7 Things In Wendy Davis’ Past She’d Rather You Not Know!
Wendy Davis propelled herself into the spotlight after a 13 hour filibuster against an abortion bill called extreme by the left, but said to protect women’s health by raising clinic standards from the right.
Since then, her life story has been put before voters’ faces in an attempt to catapult Davis into the governorship, which would be the first time Texas had a Democrat governor since Ann Richards in 1990. But recently, new information has been brought to light by the Dallas News that puts into question many of the details of her “inspiring” life story. Here’s seven of them!
1) She was NOT a “divorced single mom at nineteen” as she has said many times.
Davis, now 50, has long said she first took a job at 14 to help support her single mother and three siblings in Fort Worth, Texas. By 19, she was married and divorced with a child of her own and living in a mobile home.
…But the Dallas Morning News reported Sunday that Davis was 21 — not 19 as stated in her online Texas Senate biography —when her first marriage ended in divorce. Also, Davis and her daughter Amber lived only a few months in her family’s mobile home. (AP)
It appears that Davis has been embellishing this little fact just so that she could utter the words, “divorced single mom at nineteen.” And not only that, but the lawyer testified about her falsified story under oath. From an interview in Vogue last year:
The marriage lasted less than two years, and by nineteen, Wendy was a divorced single mother working two jobs and living in a Richland Hills mobile home.
2) She lied about her mom to make her seem less educated!
She has also claimed that her mother was a single mother with only a 6th grade education. On the Facebook profile of her mother, Ginger Cornstubble, she is said to have attended Muleshoe High School in West Texas. The Davis camp is now saying she had a ninth grade education.
3) She was not as young as she said she was when her parents divorced.
Davis said under oath that her parents divorced when she was eleven years old. That’s not quite right.
Actually, Davis was nearly 13 years old. The original divorce petition was filed in November of 1975. Davis was then twelve and a half years old. The divorce petition states that Jerry and Virginia Russell lived together until May 5, 1975, and then separated. Wendy Davis was within nine days of her twelfth birthday when they separated, but when the divorce was granted, on January 9, 1976, Davis was almost thirteen.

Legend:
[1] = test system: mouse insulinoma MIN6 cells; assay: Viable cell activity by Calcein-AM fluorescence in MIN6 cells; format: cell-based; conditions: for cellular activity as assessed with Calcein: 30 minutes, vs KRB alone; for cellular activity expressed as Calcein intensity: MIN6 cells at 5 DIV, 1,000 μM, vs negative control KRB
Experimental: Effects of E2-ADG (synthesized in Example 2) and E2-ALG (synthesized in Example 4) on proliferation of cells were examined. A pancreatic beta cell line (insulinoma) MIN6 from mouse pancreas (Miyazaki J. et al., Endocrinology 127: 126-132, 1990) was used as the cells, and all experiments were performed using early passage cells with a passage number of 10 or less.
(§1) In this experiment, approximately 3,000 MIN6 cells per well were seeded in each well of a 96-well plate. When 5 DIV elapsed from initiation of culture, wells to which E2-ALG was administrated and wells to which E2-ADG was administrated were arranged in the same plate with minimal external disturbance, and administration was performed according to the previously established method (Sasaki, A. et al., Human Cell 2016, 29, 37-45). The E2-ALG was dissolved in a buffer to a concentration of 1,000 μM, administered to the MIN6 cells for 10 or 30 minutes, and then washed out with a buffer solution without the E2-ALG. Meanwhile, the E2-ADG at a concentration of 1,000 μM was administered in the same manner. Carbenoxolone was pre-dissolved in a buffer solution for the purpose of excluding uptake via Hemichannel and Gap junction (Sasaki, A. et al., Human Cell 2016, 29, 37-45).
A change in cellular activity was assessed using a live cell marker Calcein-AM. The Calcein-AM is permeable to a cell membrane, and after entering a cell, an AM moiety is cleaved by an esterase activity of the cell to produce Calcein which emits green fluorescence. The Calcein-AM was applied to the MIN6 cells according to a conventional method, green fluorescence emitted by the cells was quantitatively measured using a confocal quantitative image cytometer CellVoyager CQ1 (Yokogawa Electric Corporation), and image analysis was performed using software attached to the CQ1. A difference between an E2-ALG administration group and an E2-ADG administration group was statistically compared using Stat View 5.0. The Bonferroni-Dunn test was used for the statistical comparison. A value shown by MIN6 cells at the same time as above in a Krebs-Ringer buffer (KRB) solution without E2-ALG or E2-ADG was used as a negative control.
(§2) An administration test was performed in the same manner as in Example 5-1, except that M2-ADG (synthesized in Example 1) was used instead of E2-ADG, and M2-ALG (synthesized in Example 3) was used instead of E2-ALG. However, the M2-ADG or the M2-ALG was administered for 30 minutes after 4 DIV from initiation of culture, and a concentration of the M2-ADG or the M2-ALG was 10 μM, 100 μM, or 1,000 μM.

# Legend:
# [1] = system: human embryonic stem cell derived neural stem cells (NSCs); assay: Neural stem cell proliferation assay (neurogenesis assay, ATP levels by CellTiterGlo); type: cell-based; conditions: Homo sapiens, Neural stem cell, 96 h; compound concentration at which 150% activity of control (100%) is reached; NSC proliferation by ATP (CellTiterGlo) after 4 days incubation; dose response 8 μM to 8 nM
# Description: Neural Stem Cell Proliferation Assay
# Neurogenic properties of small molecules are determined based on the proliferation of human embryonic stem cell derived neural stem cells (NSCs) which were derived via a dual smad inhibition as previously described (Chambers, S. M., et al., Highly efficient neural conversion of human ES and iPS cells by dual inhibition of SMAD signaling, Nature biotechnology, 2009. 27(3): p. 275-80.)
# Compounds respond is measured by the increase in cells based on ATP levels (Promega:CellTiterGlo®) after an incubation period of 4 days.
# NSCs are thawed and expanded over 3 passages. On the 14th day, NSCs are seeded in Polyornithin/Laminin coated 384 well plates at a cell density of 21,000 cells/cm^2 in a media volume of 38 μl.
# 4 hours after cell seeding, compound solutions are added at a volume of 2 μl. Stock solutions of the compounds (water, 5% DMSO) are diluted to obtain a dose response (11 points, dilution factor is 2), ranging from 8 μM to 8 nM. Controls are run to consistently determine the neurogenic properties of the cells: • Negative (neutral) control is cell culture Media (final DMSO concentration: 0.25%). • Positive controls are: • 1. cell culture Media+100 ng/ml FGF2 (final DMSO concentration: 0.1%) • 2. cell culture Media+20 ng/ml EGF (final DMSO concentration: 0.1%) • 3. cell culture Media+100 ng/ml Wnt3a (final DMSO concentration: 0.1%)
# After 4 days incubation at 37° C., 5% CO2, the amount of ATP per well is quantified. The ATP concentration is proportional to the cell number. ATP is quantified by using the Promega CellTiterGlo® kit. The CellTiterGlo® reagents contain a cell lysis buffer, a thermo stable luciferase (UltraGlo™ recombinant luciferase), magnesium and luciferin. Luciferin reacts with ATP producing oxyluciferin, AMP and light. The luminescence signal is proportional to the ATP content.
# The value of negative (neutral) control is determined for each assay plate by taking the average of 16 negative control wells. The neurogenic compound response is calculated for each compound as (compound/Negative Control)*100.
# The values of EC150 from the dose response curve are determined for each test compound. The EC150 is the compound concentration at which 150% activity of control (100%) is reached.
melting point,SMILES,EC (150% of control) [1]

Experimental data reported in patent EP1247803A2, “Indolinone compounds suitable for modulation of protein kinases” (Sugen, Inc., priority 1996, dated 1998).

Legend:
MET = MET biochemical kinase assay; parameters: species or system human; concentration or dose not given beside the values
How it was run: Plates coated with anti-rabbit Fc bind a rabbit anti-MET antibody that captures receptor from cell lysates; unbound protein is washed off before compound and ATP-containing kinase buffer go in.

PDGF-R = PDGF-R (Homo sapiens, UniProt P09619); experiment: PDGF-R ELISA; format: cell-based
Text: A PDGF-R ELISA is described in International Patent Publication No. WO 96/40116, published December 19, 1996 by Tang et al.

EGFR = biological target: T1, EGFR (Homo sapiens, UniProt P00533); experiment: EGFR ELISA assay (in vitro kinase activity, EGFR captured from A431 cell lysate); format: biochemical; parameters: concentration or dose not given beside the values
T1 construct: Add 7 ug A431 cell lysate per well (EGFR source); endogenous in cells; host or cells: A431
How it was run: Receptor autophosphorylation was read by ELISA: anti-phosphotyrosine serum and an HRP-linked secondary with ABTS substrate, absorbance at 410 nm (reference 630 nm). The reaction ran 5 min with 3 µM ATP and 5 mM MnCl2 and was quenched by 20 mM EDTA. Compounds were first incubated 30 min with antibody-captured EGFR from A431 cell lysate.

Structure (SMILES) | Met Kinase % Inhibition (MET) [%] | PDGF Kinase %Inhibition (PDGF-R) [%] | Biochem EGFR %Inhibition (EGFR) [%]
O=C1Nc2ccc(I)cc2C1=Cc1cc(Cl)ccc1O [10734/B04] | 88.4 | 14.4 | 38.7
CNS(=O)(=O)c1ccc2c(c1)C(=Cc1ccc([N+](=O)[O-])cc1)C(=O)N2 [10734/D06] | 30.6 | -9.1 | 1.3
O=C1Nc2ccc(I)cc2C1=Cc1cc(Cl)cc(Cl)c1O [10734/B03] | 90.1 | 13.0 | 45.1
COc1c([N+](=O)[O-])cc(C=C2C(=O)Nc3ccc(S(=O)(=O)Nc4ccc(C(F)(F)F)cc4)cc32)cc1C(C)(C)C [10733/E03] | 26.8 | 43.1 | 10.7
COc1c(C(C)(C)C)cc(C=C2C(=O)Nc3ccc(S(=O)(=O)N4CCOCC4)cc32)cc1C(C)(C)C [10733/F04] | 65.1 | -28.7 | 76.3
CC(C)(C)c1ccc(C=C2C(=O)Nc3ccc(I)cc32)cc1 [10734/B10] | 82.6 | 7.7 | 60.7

4) She made it sound as if her dad was a deadbeat – he wasn’t.
Part of Davis’ story is how her poor mother had to raise four children with “no child support.” She testified to this under oath.
According to the divorce records, the divorce court ordered Davis’ father to pay $8,320.00 a year in child and spousal support, placing Davis’ family above the federal poverty level of $5,456.00 in 1975.
Now she’s saying the child support “dried up.”
5) She divorced her second husband the day after he finished paying for her education
While he doesn’t seem too bitter about it, Wendy Davis’ second husband has mentioned that the very day after he made the last payment on her Harvard education, she dumped him for greener pastures:
At the age of 23, she married an attorney, Jeff Davis who was 13 years older than she. He paid for the completion of her degree at Texas Christian University, cashed in his 401(k), and took out a loan to pay for her education once she was accepted at Harvard. Davis left her second husband days after he paid off the loan on her education. According to the DMN article: Jeff Davis said that was right around the time the final payment on their Harvard Law School loan was due. “It was ironic,” he said. “I made the last payment, and it was the next day she left.” (Examiner)
Ironic? Not sure that’s the exact word for it…
6) She walked away from her trailer mortgage after a few months
The word “trailer” keeps showing up in Davis’ story, but she actually only stayed there a few months after the divorce. She walked away from the mortgage and went to live with her mother before getting her own apartment. Is living a few months in a trailer all that heroic?
7) The epitome of career over family
By her own admission, she loved the “youthful” atmosphere at Harvard that contrasted so sharply to her small town upbringing, so it’s no surprise she ended up divorcing her husband and leaving her kids with him, including a child she had with another man. What’s that say about Davis?
Some of these misleading statements are worse than others, but it shows a pattern of behavior in Wendy Davis of being neglectful of her family, and disdainful of the truth, all for political gain.
So what else has the Texas gubernatorial candidate Wendy Davis embellished or misrepresented? And do Texans want someone who is so loose with the facts and figures as governor? That’s why they have elections.